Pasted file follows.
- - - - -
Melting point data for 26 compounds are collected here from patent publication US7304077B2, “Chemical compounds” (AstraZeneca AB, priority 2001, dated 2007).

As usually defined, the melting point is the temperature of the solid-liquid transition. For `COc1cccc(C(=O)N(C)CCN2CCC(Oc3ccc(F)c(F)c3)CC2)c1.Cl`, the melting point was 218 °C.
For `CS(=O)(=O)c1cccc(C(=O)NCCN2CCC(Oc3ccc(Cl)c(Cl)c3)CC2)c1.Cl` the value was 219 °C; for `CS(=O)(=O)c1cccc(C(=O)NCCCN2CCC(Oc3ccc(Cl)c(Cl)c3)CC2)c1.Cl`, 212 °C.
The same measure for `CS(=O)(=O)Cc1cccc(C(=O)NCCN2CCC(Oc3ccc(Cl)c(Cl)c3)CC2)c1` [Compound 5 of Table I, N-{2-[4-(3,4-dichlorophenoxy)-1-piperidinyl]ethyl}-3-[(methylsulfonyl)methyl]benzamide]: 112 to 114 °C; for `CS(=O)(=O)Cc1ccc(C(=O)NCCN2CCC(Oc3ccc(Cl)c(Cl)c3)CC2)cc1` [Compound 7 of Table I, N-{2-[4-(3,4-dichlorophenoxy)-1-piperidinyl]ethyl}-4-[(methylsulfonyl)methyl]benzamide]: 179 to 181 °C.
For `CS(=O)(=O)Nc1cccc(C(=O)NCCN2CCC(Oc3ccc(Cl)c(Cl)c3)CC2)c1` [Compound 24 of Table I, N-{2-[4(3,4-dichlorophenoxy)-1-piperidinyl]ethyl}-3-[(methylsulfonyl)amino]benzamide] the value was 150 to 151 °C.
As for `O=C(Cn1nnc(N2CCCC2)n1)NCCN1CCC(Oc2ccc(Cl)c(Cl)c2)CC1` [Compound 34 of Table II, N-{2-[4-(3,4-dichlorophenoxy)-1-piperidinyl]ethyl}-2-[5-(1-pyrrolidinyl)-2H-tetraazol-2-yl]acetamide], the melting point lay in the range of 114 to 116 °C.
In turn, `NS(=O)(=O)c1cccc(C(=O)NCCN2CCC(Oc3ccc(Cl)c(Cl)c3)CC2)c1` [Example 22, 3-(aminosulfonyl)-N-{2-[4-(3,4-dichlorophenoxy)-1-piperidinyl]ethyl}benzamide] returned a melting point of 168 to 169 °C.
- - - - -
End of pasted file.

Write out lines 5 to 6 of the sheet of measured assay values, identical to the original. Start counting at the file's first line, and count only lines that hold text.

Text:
For `CS(=O)(=O)Nc1cccc(C(=O)NCCN2CCC(Oc3ccc(Cl)c(Cl)c3)CC2)c1` [Compound 24 of Table I, N-{2-[4(3,4-dichlorophenoxy)-1-piperidinyl]ethyl}-3-[(methylsulfonyl)amino]benzamide] the value was 150 to 151 °C.
As for `O=C(Cn1nnc(N2CCCC2)n1)NCCN1CCC(Oc2ccc(Cl)c(Cl)c2)CC1` [Compound 34 of Table II, N-{2-[4-(3,4-dichlorophenoxy)-1-piperidinyl]ethyl}-2-[5-(1-pyrrolidinyl)-2H-tetraazol-2-yl]acetamide], the melting point lay in the range of 114 to 116 °C.